Sue requires that interesting clouds along the way be photographed.

We got away from Savannah at 9:20 AM Wednesday September 3 with a little help on the dock from DeFever club members Jim and Ann who were also staying at Hinckley. Weather was good and the 9 o’clock low tide was past and starting to rise as we entered the dreaded Field’s Cut. This is a narrow channel that, like much of the ICW (stands for Intra Coastal Waterway) has not been maintained and has become silted in in places. A number of people told me to watch out for it. If we did get stuck with the tide rising we should float off in short time.

We did feel that sudden slowdown as we hit bottom once but then floated right through and had no other incidents. I used some apps on the iPad to avoid most of the hazards. How did anyone ever sail a boat without all the apps and electronics we have now? I would not want to try it. There’s even an app for anchoring. If the anchor drags and the boat starts to move where it should not, it wakes us up. Solving an anchoring problem in the middle of the night in what is likely a stormy gale is not my idea of fun, but it beats winding up in someone’s front yard in a stormy gale.

We arrived at a fuel dock and topped off, then over to Lady Island marina in Beaufort, SC at about 3 PM. After a little docking drama we tied up. The drama was due to my ineptness since this was the 2nd marina we have been to since our training captain left, but also to the marina manager shoehorning us into a side tie just half the length of our boat with a strong current pushing us back toward the boat just behind. I should have just refused and gone somewhere else.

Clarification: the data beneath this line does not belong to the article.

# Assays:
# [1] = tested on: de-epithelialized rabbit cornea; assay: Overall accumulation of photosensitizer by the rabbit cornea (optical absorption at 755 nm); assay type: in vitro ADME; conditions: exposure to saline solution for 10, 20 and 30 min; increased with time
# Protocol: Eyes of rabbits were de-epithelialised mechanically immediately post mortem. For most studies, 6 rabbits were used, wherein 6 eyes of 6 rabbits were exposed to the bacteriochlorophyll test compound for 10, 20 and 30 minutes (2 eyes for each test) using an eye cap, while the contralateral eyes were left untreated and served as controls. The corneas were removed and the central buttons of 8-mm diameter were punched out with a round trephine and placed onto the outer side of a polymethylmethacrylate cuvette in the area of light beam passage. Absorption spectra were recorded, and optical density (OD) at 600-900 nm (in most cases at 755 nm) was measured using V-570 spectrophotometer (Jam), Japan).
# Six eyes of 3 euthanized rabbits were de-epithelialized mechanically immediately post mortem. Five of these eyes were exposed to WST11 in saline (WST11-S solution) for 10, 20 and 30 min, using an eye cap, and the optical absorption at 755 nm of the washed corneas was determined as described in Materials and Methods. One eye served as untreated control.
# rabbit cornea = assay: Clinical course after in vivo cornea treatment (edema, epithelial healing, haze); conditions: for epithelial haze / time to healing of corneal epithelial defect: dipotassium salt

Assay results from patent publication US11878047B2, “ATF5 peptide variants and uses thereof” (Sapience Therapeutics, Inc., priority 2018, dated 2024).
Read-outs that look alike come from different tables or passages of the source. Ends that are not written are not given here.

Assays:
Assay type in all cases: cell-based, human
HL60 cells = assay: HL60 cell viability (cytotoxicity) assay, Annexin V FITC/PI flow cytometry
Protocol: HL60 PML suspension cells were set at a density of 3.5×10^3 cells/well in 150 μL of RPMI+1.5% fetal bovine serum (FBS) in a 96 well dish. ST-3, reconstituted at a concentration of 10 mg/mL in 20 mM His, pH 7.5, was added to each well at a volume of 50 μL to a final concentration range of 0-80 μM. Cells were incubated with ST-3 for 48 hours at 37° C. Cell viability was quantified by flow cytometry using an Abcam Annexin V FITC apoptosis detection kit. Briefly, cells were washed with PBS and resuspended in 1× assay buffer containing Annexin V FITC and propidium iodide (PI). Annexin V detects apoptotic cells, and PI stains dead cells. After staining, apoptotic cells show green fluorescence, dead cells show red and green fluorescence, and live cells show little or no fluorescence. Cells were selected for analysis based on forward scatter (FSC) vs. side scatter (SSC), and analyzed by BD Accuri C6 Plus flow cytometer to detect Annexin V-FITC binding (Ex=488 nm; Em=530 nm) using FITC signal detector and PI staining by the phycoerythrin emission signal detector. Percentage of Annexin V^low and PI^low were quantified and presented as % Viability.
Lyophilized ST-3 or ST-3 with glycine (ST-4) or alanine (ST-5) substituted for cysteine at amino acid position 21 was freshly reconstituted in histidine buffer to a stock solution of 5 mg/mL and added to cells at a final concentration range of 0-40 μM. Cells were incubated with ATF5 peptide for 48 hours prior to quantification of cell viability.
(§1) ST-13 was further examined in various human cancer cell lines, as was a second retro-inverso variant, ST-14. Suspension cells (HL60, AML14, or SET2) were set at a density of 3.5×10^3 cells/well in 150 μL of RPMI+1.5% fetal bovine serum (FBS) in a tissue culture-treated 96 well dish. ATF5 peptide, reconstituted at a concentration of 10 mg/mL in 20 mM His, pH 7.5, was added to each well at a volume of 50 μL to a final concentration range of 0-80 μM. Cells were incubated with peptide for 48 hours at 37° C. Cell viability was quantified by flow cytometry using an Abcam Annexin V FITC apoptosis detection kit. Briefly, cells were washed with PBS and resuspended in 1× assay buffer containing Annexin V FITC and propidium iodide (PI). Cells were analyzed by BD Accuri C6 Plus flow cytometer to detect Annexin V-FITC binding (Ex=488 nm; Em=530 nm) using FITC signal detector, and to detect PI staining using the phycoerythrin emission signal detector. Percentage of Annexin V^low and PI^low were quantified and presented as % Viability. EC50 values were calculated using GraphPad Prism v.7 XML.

I think I have a way to handle that docking situation now, and it’s not the way I did it then. I don’t like bashing our boat. I like even less bashing someone else’s boat. They are often much newer, much larger and far more expensive than our boat, although in this case it was smaller than ours, and even it did not fit into its half of the dock. Turns out I did just touch the other boat, but fortunately not enough to qualify as a bash. Not going to do it like that again. I don’t care what some of these experts on the dock tell me to do.


We spent 3 days in Beaufort, seeing a historic homes. One of these is open as a museum, although not of the class of those in Savannah. Several others are very elegant B & B’s where we could go inside. We saw an impressive lighthouse (10 floors!) that still operates. Parris Island marine base, where all recruits west of the Mississippi and all female marines are trained, has a museum where we spent the most time in Beaufort. Both of us enjoyed it and learned a lot, Sue especially. Marines have been just about everywhere and done just about everything, at least if it is difficult and dangerous.


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